Why British charcuterie was once an everyday food
By Martin Miller of Loxley’s Larder – producer of charcuterie in the heart of rural Nottinghamshire
People think we have no tradition of making charcuterie in Britain, but in reality, it was once commonplace. Just about every rural household kept a pig, which represented a lot of meat when it was slaughtered. With no refrigeration or way of keeping meat fresh for more than a couple of weeks, preserving was vital for any rural family who didn’t want to starve over the winter. This meant salting the meat to create bacon and ham as we know them today. However, salting would still only keep the meat edible for a few extra weeks – more was needed to keep farmers going.
“Hams were huge, salted things that would be hung from the kitchen ceiling, and pieces would be cut off and cooked as needed.”
Hams were huge, salted things that would be hung from the kitchen ceiling, and pieces would be cut off and cooked as needed. As time went by, the meat would become drier and drier and it is reasonable to assume the household would discover that thin slivers shaved off this dried ham were super tasty. They would also have discovered that adding extra salt to sausages would prevent them from spoiling and in due course, they produced the equivalent of salami.
Furthermore, we know that the Romans had a version of salami and air-dried hams. It is inconceivable that in the 367 years they occupied England, that knowledge did not get passed on. Also, salt pork and beef was an important part of the sailors’ diet in Nelson’s navy – they fed them at sea for many months. This seafarers’ grub was probably not of the greatest quality but it was charcuterie nevertheless.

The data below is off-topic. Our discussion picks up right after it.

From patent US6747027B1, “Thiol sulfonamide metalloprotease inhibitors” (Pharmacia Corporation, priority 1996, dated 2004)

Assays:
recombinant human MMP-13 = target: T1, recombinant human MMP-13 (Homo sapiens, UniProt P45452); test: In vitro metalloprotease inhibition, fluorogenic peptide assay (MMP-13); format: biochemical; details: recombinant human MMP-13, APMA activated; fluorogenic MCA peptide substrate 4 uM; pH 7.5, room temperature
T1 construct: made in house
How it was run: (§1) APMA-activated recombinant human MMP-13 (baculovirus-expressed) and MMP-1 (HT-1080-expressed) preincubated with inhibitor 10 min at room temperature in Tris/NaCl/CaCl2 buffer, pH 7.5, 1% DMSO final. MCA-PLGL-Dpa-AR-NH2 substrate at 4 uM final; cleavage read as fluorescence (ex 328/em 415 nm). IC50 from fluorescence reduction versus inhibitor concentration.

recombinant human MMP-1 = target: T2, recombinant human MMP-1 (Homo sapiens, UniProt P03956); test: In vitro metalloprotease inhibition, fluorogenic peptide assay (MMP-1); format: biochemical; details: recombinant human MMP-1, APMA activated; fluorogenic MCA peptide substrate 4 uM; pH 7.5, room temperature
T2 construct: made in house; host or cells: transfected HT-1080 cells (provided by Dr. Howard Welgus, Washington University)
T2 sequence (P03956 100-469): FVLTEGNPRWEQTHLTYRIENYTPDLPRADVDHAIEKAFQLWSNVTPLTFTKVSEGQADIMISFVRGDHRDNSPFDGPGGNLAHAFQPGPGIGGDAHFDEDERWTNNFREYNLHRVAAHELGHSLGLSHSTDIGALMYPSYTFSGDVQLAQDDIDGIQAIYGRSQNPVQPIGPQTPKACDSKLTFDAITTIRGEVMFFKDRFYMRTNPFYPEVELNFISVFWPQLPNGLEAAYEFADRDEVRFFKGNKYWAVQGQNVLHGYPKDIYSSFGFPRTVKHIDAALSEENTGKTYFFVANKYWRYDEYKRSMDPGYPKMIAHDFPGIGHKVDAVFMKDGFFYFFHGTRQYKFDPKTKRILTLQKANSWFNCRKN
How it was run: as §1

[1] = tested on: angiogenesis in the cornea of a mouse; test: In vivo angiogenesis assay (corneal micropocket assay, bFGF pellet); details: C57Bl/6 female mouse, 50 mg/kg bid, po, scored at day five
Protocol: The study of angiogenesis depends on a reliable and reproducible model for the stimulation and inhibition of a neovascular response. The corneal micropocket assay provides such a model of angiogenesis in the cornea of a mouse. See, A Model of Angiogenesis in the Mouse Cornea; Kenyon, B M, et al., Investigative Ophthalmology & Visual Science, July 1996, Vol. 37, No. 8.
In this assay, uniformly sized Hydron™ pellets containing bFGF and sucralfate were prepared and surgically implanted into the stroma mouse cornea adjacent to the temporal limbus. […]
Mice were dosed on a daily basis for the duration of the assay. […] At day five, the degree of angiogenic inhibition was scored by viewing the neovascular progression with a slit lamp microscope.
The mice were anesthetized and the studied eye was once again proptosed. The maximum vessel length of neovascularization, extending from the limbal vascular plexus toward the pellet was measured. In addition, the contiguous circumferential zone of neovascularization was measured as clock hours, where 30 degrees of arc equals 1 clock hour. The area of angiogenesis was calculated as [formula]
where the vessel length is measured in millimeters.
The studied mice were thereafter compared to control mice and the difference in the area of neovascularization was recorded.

“Many rural traditions were lost in the UK, one being the art of charcuterie making.”
So what happened? Why did this tradition of charcuterie-making disappear? The industrial revolution came about very quickly and people moved in large numbers from the countryside into towns to work at the factories. A consequence is that the many rural traditions were lost in the UK, one being the art of charcuterie making.
In recent years this tradition has been revived by small charcuterie producers around the country. British Charcuterie Live has been created to promote British charcuterie through training and annual awards and make it as good as any in the world.
My business Loxley’s Larder is at the vanguard of this group of charcuterie producers. We are producing our own interpretation of continental charcuterie using high-quality outdoor-reared pork, beef and wild venison.
To find out more and book yourself onto one of Martin’s new charcuterie-making courses, click here.